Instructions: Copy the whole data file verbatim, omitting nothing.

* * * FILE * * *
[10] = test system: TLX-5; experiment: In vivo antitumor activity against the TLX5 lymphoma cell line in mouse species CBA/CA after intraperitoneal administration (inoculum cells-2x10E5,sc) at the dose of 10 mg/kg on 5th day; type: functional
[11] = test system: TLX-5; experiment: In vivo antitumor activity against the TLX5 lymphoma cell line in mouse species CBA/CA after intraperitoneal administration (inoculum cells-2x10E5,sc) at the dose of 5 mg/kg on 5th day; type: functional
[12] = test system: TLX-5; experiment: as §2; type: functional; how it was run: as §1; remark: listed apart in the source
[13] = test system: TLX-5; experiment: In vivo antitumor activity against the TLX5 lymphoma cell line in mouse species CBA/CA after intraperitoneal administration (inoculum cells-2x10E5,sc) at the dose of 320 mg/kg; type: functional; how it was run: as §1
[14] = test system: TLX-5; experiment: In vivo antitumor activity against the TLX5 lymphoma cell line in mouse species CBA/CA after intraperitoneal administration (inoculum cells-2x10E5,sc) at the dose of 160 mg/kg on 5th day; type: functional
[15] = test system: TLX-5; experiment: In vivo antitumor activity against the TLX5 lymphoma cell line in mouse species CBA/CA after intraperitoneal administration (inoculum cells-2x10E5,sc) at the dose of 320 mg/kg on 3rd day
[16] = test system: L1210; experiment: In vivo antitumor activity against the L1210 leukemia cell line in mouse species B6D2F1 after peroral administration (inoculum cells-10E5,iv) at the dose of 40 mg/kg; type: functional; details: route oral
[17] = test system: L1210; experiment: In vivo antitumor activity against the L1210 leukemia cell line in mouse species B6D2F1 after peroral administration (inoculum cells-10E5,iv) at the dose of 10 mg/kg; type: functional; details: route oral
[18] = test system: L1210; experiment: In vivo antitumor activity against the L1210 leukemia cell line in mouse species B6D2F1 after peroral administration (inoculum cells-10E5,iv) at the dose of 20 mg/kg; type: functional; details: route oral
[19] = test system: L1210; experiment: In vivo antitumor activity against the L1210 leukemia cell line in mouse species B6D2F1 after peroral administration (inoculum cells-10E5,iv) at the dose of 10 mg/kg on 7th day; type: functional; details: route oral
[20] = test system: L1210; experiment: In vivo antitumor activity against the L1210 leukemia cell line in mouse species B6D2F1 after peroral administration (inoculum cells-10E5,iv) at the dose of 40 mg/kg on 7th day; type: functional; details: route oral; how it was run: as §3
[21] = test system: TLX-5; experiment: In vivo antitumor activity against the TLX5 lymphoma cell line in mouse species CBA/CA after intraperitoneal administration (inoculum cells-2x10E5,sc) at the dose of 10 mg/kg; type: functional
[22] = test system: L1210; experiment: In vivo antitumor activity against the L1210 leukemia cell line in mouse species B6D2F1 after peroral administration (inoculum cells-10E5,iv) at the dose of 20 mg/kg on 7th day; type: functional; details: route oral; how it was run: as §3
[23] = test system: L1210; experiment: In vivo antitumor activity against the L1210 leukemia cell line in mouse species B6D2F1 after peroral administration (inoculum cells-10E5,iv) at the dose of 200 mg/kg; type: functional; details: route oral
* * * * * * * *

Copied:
[10] = test system: TLX-5; experiment: In vivo antitumor activity against the TLX5 lymphoma cell line in mouse species CBA/CA after intraperitoneal administration (inoculum cells-2x10E5,sc) at the dose of 10 mg/kg on 5th day; type: functional
[11] = test system: TLX-5; experiment: In vivo antitumor activity against the TLX5 lymphoma cell line in mouse species CBA/CA after intraperitoneal administration (inoculum cells-2x10E5,sc) at the dose of 5 mg/kg on 5th day; type: functional
[12] = test system: TLX-5; experiment: as §2; type: functional; how it was run: as §1; remark: listed apart in the source
[13] = test system: TLX-5; experiment: In vivo antitumor activity against the TLX5 lymphoma cell line in mouse species CBA/CA after intraperitoneal administration (inoculum cells-2x10E5,sc) at the dose of 320 mg/kg; type: functional; how it was run: as §1
[14] = test system: TLX-5; experiment: In vivo antitumor activity against the TLX5 lymphoma cell line in mouse species CBA/CA after intraperitoneal administration (inoculum cells-2x10E5,sc) at the dose of 160 mg/kg on 5th day; type: functional
[15] = test system: TLX-5; experiment: In vivo antitumor activity against the TLX5 lymphoma cell line in mouse species CBA/CA after intraperitoneal administration (inoculum cells-2x10E5,sc) at the dose of 320 mg/kg on 3rd day
[16] = test system: L1210; experiment: In vivo antitumor activity against the L1210 leukemia cell line in mouse species B6D2F1 after peroral administration (inoculum cells-10E5,iv) at the dose of 40 mg/kg; type: functional; details: route oral
[17] = test system: L1210; experiment: In vivo antitumor activity against the L1210 leukemia cell line in mouse species B6D2F1 after peroral administration (inoculum cells-10E5,iv) at the dose of 10 mg/kg; type: functional; details: route oral
[18] = test system: L1210; experiment: In vivo antitumor activity against the L1210 leukemia cell line in mouse species B6D2F1 after peroral administration (inoculum cells-10E5,iv) at the dose of 20 mg/kg; type: functional; details: route oral
[19] = test system: L1210; experiment: In vivo antitumor activity against the L1210 leukemia cell line in mouse species B6D2F1 after peroral administration (inoculum cells-10E5,iv) at the dose of 10 mg/kg on 7th day; type: functional; details: route oral
[20] = test system: L1210; experiment: In vivo antitumor activity against the L1210 leukemia cell line in mouse species B6D2F1 after peroral administration (inoculum cells-10E5,iv) at the dose of 40 mg/kg on 7th day; type: functional; details: route oral; how it was run: as §3
[21] = test system: TLX-5; experiment: In vivo antitumor activity against the TLX5 lymphoma cell line in mouse species CBA/CA after intraperitoneal administration (inoculum cells-2x10E5,sc) at the dose of 10 mg/kg; type: functional
[22] = test system: L1210; experiment: In vivo antitumor activity against the L1210 leukemia cell line in mouse species B6D2F1 after peroral administration (inoculum cells-10E5,iv) at the dose of 20 mg/kg on 7th day; type: functional; details: route oral; how it was run: as §3
[23] = test system: L1210; experiment: In vivo antitumor activity against the L1210 leukemia cell line in mouse species B6D2F1 after peroral administration (inoculum cells-10E5,iv) at the dose of 200 mg/kg; type: functional; details: route oral